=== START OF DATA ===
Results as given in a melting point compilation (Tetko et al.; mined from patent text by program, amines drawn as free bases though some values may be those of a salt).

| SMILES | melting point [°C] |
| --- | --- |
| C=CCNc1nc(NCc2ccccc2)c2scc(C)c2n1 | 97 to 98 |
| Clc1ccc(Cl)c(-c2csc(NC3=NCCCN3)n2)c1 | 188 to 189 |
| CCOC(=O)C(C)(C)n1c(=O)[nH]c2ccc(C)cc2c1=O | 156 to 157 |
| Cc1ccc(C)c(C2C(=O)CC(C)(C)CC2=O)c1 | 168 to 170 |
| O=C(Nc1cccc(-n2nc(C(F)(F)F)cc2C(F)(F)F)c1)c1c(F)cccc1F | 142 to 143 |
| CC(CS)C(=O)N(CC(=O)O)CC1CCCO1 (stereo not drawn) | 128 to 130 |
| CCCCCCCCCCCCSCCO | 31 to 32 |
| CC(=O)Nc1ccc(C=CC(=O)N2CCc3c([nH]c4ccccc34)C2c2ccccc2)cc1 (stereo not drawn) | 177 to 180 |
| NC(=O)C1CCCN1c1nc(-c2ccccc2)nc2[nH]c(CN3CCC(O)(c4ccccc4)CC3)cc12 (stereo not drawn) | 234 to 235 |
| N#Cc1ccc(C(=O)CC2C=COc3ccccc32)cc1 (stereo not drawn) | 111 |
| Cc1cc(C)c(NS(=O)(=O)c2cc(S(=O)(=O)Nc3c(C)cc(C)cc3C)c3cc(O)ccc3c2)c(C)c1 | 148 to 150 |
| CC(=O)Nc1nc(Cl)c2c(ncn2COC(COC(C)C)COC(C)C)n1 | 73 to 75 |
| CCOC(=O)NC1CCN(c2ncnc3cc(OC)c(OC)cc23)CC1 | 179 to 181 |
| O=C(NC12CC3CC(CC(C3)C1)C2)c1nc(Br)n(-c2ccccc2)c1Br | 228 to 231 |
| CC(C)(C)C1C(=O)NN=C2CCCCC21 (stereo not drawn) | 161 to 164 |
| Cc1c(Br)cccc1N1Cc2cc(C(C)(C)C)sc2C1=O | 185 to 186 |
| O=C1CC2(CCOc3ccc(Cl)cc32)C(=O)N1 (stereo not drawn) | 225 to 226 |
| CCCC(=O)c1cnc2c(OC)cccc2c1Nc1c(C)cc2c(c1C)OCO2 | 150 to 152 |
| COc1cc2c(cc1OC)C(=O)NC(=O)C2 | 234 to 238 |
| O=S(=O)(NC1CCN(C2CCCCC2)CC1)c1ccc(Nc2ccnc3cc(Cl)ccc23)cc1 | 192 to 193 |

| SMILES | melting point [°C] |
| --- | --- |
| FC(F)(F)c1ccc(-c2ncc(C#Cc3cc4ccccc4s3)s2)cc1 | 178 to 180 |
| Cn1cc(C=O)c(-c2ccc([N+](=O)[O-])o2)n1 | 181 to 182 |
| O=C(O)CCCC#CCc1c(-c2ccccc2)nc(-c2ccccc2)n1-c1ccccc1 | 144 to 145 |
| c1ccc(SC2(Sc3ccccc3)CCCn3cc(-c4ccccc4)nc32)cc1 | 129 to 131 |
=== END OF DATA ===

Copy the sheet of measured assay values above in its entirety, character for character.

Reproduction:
Results as given in a melting point compilation (Tetko et al.; mined from patent text by program, amines drawn as free bases though some values may be those of a salt).

| SMILES | melting point [°C] |
| --- | --- |
| C=CCNc1nc(NCc2ccccc2)c2scc(C)c2n1 | 97 to 98 |
| Clc1ccc(Cl)c(-c2csc(NC3=NCCCN3)n2)c1 | 188 to 189 |
| CCOC(=O)C(C)(C)n1c(=O)[nH]c2ccc(C)cc2c1=O | 156 to 157 |
| Cc1ccc(C)c(C2C(=O)CC(C)(C)CC2=O)c1 | 168 to 170 |
| O=C(Nc1cccc(-n2nc(C(F)(F)F)cc2C(F)(F)F)c1)c1c(F)cccc1F | 142 to 143 |
| CC(CS)C(=O)N(CC(=O)O)CC1CCCO1 (stereo not drawn) | 128 to 130 |
| CCCCCCCCCCCCSCCO | 31 to 32 |
| CC(=O)Nc1ccc(C=CC(=O)N2CCc3c([nH]c4ccccc34)C2c2ccccc2)cc1 (stereo not drawn) | 177 to 180 |
| NC(=O)C1CCCN1c1nc(-c2ccccc2)nc2[nH]c(CN3CCC(O)(c4ccccc4)CC3)cc12 (stereo not drawn) | 234 to 235 |
| N#Cc1ccc(C(=O)CC2C=COc3ccccc32)cc1 (stereo not drawn) | 111 |
| Cc1cc(C)c(NS(=O)(=O)c2cc(S(=O)(=O)Nc3c(C)cc(C)cc3C)c3cc(O)ccc3c2)c(C)c1 | 148 to 150 |
| CC(=O)Nc1nc(Cl)c2c(ncn2COC(COC(C)C)COC(C)C)n1 | 73 to 75 |
| CCOC(=O)NC1CCN(c2ncnc3cc(OC)c(OC)cc23)CC1 | 179 to 181 |
| O=C(NC12CC3CC(CC(C3)C1)C2)c1nc(Br)n(-c2ccccc2)c1Br | 228 to 231 |
| CC(C)(C)C1C(=O)NN=C2CCCCC21 (stereo not drawn) | 161 to 164 |
| Cc1c(Br)cccc1N1Cc2cc(C(C)(C)C)sc2C1=O | 185 to 186 |
| O=C1CC2(CCOc3ccc(Cl)cc32)C(=O)N1 (stereo not drawn) | 225 to 226 |
| CCCC(=O)c1cnc2c(OC)cccc2c1Nc1c(C)cc2c(c1C)OCO2 | 150 to 152 |
| COc1cc2c(cc1OC)C(=O)NC(=O)C2 | 234 to 238 |
| O=S(=O)(NC1CCN(C2CCCCC2)CC1)c1ccc(Nc2ccnc3cc(Cl)ccc23)cc1 | 192 to 193 |

| SMILES | melting point [°C] |
| --- | --- |
| FC(F)(F)c1ccc(-c2ncc(C#Cc3cc4ccccc4s3)s2)cc1 | 178 to 180 |
| Cn1cc(C=O)c(-c2ccc([N+](=O)[O-])o2)n1 | 181 to 182 |
| O=C(O)CCCC#CCc1c(-c2ccccc2)nc(-c2ccccc2)n1-c1ccccc1 | 144 to 145 |
| c1ccc(SC2(Sc3ccccc3)CCCn3cc(-c4ccccc4)nc32)cc1 | 129 to 131 |